VALPARAISO, Ind. (AP) — A police officer responding to a suspicious person call approaches a man standing next to his car. The car's hood is up, and the man says something to the officer, who turns and begins to walk away when the man suddenly whips out a gun and prepares to shoot at nearly point-blank range.
That's just one of the potential shooting scenarios offered on the new Ti Training equipment bought jointly by Valparaiso and Portage police departments with $40,000 in federal grant money. The scenarios play out on a life-sized screen under the guidance of a trainer.
Valparaiso Police Chief Michael Brickner was tested on four separate shooting scenarios Monday. Brickner told The Times of Munster (http://bit.ly/1if8Y5d ) he's used it a couple of times since it was bought last year, and he called it "a great training tool."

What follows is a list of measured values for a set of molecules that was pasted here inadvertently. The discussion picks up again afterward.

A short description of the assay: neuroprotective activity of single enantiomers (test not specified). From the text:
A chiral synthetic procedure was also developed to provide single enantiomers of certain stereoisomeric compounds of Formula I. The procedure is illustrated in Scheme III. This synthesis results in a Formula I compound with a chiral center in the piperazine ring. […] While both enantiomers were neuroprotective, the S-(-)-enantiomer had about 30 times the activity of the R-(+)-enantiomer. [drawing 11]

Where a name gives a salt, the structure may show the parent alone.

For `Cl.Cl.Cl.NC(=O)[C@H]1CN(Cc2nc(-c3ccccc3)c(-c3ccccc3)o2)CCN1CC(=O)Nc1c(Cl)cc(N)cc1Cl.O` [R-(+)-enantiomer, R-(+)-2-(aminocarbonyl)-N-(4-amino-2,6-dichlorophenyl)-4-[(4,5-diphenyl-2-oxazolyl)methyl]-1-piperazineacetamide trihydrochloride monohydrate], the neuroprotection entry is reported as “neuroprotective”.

"It's also a lot of fun for the officers," he said. "It's about as realistic as you can get. Your heart rate goes up, and the adrenaline gets going."
An officer training is the backup at the scene in some cases and the primary officer in others. In the suspicious person scenario, Brickner was the backup and was called on to respond "with deadly force."
He had a handgun with a laser system the computer used to determine the accuracy of each shot. A hit and the suspect falls to the ground. A miss and the next shot might be too late to save the other officer's life.
"The last thing you want is a scared officer," Sgt. Jim Tobey, the Valparaiso department's firearms instructor, said. "With repetition, it builds confidence, and they are better under stress."
The computer is programmed with more than 300 scenarios, all of which can be altered to provide different training experiences. They cover everything from domestic disputes to hostage situations to a person under the influence of drugs or alcohol. It also has scenarios working with a K-9 companion. Other scenarios can be added.